These results move the Palestinian public opinion parameter up from 4 to 5.

View the entire poll results here


West Bank protests against Bahrain workshop, clashes in East Jerusalem escalate

Palestinians activists and politicians marched against the Economic Workshop in Bahrain, condemning the U.S. administration and Arab countries for their participating. A joint press statement from Palestinian political parties dismissed any political or economic solution that does not include the right of return for refugees and fundamental rights for Palestinians.

In East Jerusalem, over 80 Palestinians have been injured in clashes with Israeli security forces spurred by the killing of a 20-year-old Palestinian man shot by security forces after his launching fireworks at close range.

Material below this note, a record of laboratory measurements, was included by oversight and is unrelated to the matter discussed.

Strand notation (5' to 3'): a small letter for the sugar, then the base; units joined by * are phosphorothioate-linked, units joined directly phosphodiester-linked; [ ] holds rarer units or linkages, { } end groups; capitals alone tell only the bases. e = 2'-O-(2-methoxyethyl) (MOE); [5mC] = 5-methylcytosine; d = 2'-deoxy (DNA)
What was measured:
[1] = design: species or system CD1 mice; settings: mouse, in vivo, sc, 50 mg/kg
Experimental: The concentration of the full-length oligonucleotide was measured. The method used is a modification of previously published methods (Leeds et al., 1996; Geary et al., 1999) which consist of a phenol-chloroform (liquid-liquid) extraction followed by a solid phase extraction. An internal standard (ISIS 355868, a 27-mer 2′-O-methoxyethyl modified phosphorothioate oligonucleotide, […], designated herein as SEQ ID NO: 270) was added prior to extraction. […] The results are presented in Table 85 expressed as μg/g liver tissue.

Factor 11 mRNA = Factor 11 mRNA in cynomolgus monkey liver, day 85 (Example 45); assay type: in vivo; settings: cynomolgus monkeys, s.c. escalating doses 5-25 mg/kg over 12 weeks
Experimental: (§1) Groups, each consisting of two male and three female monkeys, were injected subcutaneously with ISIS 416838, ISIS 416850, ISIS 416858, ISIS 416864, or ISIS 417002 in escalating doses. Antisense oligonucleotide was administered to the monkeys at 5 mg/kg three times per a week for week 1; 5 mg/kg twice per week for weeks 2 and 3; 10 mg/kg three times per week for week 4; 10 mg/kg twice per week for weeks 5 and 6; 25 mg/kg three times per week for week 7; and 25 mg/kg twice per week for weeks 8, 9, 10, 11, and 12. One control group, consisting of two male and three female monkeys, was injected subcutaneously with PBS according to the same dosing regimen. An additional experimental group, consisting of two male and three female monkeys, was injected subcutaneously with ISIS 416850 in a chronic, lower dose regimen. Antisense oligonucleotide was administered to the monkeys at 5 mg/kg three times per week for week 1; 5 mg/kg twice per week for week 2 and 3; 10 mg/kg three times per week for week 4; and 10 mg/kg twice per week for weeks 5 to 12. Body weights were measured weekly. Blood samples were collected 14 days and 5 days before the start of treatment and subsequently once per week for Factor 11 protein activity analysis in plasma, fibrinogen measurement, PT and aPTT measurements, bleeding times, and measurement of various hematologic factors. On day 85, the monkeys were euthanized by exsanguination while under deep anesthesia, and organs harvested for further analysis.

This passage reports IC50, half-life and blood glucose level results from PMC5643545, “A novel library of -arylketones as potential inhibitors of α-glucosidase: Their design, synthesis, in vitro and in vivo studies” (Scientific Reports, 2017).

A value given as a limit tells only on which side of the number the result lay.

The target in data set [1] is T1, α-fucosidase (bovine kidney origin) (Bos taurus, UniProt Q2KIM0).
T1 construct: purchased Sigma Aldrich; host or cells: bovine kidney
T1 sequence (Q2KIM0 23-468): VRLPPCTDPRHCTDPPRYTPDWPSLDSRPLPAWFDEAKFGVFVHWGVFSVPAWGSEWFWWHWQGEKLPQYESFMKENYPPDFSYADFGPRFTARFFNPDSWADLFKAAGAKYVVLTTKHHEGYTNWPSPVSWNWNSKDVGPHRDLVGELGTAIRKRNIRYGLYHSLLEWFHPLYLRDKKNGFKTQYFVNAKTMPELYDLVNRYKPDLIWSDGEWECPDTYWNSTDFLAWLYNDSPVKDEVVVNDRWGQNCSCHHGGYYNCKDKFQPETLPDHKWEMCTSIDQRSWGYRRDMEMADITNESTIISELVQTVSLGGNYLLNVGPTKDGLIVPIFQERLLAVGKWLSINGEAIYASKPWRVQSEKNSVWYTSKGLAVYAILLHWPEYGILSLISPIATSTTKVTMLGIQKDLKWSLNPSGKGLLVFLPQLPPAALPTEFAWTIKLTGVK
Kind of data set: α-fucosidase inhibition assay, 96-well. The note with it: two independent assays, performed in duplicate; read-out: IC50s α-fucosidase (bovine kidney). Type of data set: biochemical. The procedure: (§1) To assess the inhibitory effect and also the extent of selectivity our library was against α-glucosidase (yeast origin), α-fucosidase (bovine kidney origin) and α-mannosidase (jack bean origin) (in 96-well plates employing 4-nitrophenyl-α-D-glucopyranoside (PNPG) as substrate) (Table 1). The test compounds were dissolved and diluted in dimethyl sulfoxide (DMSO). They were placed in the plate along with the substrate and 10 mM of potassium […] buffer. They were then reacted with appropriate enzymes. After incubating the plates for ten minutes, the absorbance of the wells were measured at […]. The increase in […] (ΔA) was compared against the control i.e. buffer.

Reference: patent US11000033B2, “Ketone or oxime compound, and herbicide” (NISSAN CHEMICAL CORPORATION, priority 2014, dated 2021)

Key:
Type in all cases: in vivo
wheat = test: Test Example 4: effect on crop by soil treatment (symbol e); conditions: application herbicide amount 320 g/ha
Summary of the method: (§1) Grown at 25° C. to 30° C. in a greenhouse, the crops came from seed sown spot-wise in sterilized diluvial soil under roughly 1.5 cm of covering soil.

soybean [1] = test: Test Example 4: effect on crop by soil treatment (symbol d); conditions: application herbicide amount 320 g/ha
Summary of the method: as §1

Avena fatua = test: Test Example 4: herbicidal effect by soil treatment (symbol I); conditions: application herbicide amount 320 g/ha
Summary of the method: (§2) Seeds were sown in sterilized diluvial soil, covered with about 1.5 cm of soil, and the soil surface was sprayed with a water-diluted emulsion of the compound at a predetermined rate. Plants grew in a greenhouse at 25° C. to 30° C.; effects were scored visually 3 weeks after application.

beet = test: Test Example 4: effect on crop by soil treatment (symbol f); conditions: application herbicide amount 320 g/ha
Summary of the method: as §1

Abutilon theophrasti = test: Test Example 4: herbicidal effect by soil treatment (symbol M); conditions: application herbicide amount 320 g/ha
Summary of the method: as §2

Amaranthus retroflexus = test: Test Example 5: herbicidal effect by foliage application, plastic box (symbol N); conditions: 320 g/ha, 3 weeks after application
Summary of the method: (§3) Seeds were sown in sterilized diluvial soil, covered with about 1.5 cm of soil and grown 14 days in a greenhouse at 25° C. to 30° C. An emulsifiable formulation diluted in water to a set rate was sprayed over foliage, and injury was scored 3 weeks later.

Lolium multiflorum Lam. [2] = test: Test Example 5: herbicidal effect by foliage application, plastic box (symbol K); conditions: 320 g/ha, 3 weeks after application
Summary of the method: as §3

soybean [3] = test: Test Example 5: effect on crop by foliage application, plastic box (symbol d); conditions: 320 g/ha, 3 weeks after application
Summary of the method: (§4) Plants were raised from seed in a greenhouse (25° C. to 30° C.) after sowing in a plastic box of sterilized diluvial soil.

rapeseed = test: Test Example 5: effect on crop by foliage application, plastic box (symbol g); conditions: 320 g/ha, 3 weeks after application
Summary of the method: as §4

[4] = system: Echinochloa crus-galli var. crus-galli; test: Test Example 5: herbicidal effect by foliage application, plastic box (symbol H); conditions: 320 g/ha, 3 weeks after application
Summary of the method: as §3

The Palestinian Authority taxation crises continue unchanged, even as Israeli Finance Minister Moshe Kahlon met with his PA counterpart, Shukri Bishara, to discuss civilian and economic issues, as they have done for the past number of years.

The continued economic uncertainty of the Palestinian Authority leaves the Palestinian Statebuilding economic parameter at 2.


Poll shows for the first time a majority of 61 seats for center-left camp as Ehud Barak announces his return to the political arena

The second Israeli elections of 2019 will take place on September 17th and though elections remain over two months away, recent polls indicate that Netanyahu's Likud party will have a difficult time to form a right-wing government.

Only hours after Barak threw his hat into the ring and announced he would run, an Israeli TV Channel 13 survey signaled that the center-left and Arab parties would together obtain 61 seats, while right-wing and ultra-orthodox factions would receive only 52. Such figures call into question Netanyahu’s ability to form a governing coalition and suggest that the center-left could edge to a narrow victory with the help of Barak.